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At the Community Water Center in Visalia bottles of contaminated water are on display from communities across the region.In 2012, California made history when it became the first U.S. state to declare that clean drinking water is a human right. But five years later, nearly 300 communities still shouldn’t drink their water, according to new state data—and more than half of the 400,000 impacted residents live in the San Joaquin Valley.In this series, our reporters visit these communities, speak with residents, and explore the challenges to obtaining safe, clean drinking water.If you have a personal account or story about contaminated water in your area of California email us at eromero@kvpr.org or kklein@kvpr.org.To find out if the water in your community is contaminated, click through the map below. 0000017c-41c3-d5e7-a57d-69ef67200001

They Built It, But Couldn’t Afford To Run It—Clean Drinking Water Fight Focuses On Gaps In Funding

Ezra David Romero
Valley Public Radio
After sitting idle for 10 years the arsenic treatment plant won't be getting revamped. The state found clean water near the plant when they dug a well recently.

This is the third installment in our series Contaminated, in which we explore the 300 California communities that lack access to clean drinking water. When we began the series, we introduced you to the community of Lanare, which has arsenic-tainted water while a treatment plant in the center of town sits idle. 

"The last thing we really want to do is burden a disadvantaged community with treatment." - Carl Carlucci

Today, we return to Lanare to learn why infrastructure projects aren’t always enough, and how Sacramento is trying to ensure Lanare never happens again.

Water problems have plagued the Fresno County community of Lanare for so long, it may feel like there’s nothing left to do but joke about them. Like when we met with a group of Lanare residents earlier this spring—and they offered a glass of water.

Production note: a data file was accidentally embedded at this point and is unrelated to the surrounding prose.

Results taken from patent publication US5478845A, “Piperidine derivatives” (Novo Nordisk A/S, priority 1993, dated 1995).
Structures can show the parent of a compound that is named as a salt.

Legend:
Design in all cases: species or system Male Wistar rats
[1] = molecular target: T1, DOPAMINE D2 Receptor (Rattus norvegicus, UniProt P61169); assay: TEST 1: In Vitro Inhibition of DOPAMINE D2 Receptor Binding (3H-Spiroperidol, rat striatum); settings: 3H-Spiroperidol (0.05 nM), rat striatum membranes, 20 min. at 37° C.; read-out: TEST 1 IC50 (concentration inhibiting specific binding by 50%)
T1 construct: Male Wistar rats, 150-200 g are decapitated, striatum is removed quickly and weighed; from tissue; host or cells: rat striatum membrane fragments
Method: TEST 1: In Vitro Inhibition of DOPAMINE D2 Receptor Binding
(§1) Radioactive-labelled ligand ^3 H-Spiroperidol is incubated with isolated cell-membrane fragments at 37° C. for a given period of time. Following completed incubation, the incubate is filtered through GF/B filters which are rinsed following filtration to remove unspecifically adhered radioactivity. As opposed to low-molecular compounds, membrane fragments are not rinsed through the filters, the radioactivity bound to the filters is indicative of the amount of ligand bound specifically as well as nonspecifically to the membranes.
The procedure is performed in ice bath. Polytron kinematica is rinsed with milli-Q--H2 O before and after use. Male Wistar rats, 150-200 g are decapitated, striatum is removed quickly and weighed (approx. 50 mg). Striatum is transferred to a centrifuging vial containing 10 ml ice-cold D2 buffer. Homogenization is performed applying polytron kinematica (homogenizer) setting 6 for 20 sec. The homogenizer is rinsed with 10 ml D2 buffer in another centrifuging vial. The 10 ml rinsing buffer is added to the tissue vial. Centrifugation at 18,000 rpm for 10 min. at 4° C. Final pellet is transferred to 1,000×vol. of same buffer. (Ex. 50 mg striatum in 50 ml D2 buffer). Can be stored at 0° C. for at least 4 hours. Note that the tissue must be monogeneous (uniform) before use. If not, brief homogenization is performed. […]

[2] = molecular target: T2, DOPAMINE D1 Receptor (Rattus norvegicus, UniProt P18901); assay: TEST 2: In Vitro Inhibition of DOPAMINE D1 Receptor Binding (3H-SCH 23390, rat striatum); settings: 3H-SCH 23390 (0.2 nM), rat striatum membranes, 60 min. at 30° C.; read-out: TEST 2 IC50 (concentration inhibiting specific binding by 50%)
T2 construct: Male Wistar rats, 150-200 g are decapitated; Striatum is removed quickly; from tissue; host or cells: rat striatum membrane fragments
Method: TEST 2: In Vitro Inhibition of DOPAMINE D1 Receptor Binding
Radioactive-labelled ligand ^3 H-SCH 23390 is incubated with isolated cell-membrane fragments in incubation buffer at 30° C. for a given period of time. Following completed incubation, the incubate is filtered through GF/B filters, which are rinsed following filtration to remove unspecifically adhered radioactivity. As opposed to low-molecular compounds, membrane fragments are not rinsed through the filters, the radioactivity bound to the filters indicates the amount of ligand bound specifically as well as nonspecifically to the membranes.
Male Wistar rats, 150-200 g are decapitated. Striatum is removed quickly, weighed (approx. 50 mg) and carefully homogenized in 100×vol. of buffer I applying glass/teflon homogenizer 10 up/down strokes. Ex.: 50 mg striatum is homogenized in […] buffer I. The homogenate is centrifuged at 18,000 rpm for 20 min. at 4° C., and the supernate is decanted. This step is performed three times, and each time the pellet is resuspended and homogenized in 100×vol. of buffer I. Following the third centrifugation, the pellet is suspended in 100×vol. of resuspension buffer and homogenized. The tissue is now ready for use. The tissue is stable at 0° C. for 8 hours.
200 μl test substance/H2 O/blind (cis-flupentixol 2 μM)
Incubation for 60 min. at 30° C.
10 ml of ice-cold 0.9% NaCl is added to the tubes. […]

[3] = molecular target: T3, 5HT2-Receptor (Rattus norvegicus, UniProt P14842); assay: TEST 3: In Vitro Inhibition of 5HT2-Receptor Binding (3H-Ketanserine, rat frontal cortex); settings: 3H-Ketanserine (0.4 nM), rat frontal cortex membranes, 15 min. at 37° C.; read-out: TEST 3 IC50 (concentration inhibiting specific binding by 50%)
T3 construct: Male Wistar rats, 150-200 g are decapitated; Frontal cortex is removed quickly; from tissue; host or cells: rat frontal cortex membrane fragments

Isabel Solorio is the president of the group Community United in Lanare. She advocates for basic services here and she’s fought to get clean water for decades. She remembers when the treatment center was built in 2007.

“When they built it for us, it was an exciting occasion and it was good,” Solorio says in Spanish.

This unincorporated community of 600 near Lemoore is surrounded by rows of pistachios, alfalfa and cotton. It lacks some basic infrastructure, like sidewalks and streetlights, which is one reason it was a big deal to get something as significant as a new treatment plant. But just six months after the plant was built, the locally elected Lanare Community Services District had to shut it down. Filtering and treating the water were more expensive than anticipated, and Lanare racked up $100,000 in debt.

"The county didn't do its due diligence to really look at what was happening in drinking water. They rubber stamped $1.3 million without looking at the implications of that." - Veronica Garibay

Credit Ezra David Romero / Valley Public Radio
Valley Public Radio
Lanare residents have tried to get clean water for decades. They may have clean water flowing from their taps by the end of the year

“It felt disappointing,” Solorio says, “because believed that we were in a place where things worked.”

So why did this happen? How did Lanare get to be in this situation? To find out, we turned to Veronica Garibay, the co-director of the Fresno-based Leadership Counsel for Justice and Accountability. She’s been working with Lanare for almost a decade. Garibay says this project failed on multiple levels. Lanare residents didn’t know how to properly navigate the bureaucratic system, while the county and feds didn’t look beyond the price tag for the initial construction to consider the costs of maintenance—costs the community couldn’t afford.

“The county didn’t do its due diligence to really look at what was happening in drinking water,” Garibay says. “They rubber stamped $1.3 million without looking at the implications of that.”

"There are no programs right now to fund O&M. So the idea is to come up with a funding source." - Carl Carlucci

The state and federal government do offer funding to cover one-time construction projects related to drinking water, but that’s not the end of the story. Operating and maintaining these systems can raise water rates prohibitively high. Communities across the state are having to turn away from those projects because they can’t scrape together the funding for long-term costs.

There’s now a bill in the state legislature that could provide long-term funding for projects like this. Carl Carlucci is the local supervising sanitary engineer for the California Water Board, and he says funding like that that could’ve made a big difference for Lanare.